Mindfulness is commonly associated with being reserved, contemplative and even a little meek. Public speaking and presenting is often perceived as a skill that only extroverts can excel at.
Both perspectives of course are misplaced. Regardless of your personality, mindfulness can be extremely valuable in helping you to become a better public speaker. At Mindful Presenter we believe that the key to high impact presenting and public speaking starts with awareness, clarity and focus.
For many people, presenting at work is often regarded as an interruption and inconvenience to their day.
It’s often something put to the bottom of the ‘to do list’.
The moment arrives when we can’t put it off any longer and we just have to spring into action.
– The laptop appears.
– Followed quickly by the templates.
– The mind switches over to auto-pilot.
There is another way
Mindfulness is changing the world of public speaking and presenting in a way that is illuminating and refreshing. It equips and empowers us as speakers to connect with our audience emotionally as well as intellectually.
1. You get to meet you
Many of us are so busy being busy that we rarely take the time to really connect with our own thoughts and feelings. Attempting to connect with a disparate audience before connecting with ourselves first is a mistake.
Long before you open your laptop, ask yourself a few questions:
What are my natural gifts as a presenter; what works for me?
How do I feel about presenting; are my thoughts helping or hindering me?
What are my personal challenges as a presenter and how can I overcome them?
Am I excited or nervous about the idea of presenting; what’s the difference?
How do I sound to my audience?
Why am I presenting anyway; what’s so important?
Do I have any bad habits as a presenter; how do they affect me and my audience?
What will it take for me to be comfortable, confident and enjoy presenting?
How can I be present with myself before trying to connect with others?
2. You get to know your audience before you meet them
Whilst it may sound selfish, we owe it to our audience to connect with ourselves first. The process of healthy and balanced introspection has to be our first priority. Once we understand ourselves a little better we can then do the same with our audience.
Who are they really?
How much do I know about them?
How much do I care about them?
What difference can I make to their professional or personal lives?
What do they want and need the most from me?
How do I connect with them as people who have thoughts and feelings as I do?
Do they really just want information from me or do they want to feel something?
What do they want to feel?
How can I help them feel it?
3. You get to make wise choices
We are largely creatures of habit.
When it comes to presenting and public speaking, our habitual behaviour isn’t helpful for our audience. Mindfulness opens us up to insights, creativity and a level of wisdom which can help us to connect with our audience
Do I really need PowerPoint or any visual aids?
Is this slide, fact, statement, quote or number completely relevant to my audience?
What is my message?
If I were to ask my audience to tweet my message, what would they say?
Do I really need 40 minutes of their time, or could I connect far more effectively in 20 minutes?
Would they be better served by me them simply sending them an email instead?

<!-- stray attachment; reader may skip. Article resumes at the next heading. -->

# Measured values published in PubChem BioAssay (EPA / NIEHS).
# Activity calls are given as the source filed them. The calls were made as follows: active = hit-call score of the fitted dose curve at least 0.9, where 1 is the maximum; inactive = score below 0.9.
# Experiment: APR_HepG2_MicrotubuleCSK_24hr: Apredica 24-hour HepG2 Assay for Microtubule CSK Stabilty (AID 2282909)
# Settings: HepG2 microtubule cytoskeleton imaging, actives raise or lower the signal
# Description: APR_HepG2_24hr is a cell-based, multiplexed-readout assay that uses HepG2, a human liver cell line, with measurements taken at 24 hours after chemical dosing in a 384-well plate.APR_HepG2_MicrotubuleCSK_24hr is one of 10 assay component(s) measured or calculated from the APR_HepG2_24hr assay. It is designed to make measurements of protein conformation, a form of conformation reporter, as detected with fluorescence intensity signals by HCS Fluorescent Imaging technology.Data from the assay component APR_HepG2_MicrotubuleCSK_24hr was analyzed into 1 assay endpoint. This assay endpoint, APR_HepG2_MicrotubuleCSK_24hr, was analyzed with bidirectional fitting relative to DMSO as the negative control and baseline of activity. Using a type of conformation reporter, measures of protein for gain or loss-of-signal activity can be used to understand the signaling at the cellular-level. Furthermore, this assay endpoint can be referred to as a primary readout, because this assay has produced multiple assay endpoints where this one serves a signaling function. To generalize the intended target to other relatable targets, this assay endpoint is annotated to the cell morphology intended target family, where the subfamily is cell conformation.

Have I invested enough time and energy, crafting, preparing and practicing my presentation?
Should I postpone my presentation until I have something compelling to give my audience?
4. You get to connect
We live in a world full of noise, information and distractions. Every discerning audience wants new and helpful information. Mindfulness helps us to craft a presentation which filters the unnecessary and irrelevant information; the ‘noise’.
In a disconnected world the one thing many of us are crying out for is connection.
Information needs to be brought to life through:
Stories and anecdotes
Metaphors and similes
Thought provoking questions
Passion and purpose
5. You get to calm down
“There are two types of speakers: those that are nervous and those that are liars.” Mark Twain
A great number of people feel some level of anxiety when presenting and speaking in public. Many people feel extremely nervous; even to the point of experiencing panic attacks.
Mindfulness offers the solution nervous presenters have been searching for.
The human mind is conditioned to wander. Many of our thoughts are repetitive and a number of them can be very unhelpful. Anyone who has experienced anxiety when presenting has struggled to stop those repetitive, destructive thoughts.
This extremely simple 3 step solution can change everything.
Step 1– Sit down with your spine straight and supported but in a way that you are comfortable.
Step 2– Close your eyes and focus your attention on your breath. Notice how it feels each time you breathe in and each time you breathe out.
Step 3 – When your mind wanders, and you can be certain that it will, bring your focus back to your breath and just notice how it feels again. You don’t need to challenge or judge your thoughts just notice and feel each breath. Each time your mind wanders return it to your breath; don’t worry about how many times you have to do so.
If nervousness is something which you find particularly challenging when presenting you may find the following video very helpful as Mel Robbins shares her way of handling anxiety and panic.
If you need help presenting:
– Book yourself onto a powerful public speaking course.
– Invest in some really good one to one public speaking coaching.
– Get yourself some excellent presentation training
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